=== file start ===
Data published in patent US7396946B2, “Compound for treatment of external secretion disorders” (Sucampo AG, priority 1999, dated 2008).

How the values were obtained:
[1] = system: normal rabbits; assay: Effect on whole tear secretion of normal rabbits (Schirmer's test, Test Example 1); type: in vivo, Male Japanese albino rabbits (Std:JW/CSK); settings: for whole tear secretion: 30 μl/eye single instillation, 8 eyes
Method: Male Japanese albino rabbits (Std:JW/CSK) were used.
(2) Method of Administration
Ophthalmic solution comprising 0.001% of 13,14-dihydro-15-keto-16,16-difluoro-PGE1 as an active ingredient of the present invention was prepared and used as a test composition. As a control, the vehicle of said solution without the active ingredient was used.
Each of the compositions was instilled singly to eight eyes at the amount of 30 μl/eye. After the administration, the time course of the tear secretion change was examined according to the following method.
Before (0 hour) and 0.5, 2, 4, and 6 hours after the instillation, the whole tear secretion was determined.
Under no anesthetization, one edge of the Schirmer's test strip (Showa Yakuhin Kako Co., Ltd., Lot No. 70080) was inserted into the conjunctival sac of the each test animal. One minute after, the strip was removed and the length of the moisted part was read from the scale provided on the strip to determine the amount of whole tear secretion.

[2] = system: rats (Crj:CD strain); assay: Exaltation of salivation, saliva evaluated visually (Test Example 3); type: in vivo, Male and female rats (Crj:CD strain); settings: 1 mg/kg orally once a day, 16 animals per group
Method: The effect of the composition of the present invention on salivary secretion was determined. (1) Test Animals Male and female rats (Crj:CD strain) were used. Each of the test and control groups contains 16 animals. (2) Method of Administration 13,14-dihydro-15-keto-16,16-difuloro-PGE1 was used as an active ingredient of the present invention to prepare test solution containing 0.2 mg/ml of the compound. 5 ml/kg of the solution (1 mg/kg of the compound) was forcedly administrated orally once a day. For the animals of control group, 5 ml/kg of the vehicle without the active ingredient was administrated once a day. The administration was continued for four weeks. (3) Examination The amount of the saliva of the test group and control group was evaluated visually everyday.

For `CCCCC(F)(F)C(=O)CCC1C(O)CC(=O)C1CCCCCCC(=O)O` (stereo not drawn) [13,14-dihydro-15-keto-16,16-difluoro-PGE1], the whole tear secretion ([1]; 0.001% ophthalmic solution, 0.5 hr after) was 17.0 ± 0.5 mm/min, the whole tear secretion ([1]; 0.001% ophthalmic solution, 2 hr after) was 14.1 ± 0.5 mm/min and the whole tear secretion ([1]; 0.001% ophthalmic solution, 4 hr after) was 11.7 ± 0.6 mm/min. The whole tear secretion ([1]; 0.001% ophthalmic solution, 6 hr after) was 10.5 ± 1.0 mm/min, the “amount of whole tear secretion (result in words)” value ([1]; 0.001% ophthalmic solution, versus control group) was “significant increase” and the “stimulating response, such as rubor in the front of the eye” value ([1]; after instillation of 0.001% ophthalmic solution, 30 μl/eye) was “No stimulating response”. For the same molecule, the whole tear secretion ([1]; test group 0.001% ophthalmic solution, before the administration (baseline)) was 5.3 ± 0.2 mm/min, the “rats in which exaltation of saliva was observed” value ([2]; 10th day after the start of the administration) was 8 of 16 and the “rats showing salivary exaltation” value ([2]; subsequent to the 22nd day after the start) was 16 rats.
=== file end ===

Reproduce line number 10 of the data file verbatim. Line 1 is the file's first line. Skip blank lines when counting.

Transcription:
[2] = system: rats (Crj:CD strain); assay: Exaltation of salivation, saliva evaluated visually (Test Example 3); type: in vivo, Male and female rats (Crj:CD strain); settings: 1 mg/kg orally once a day, 16 animals per group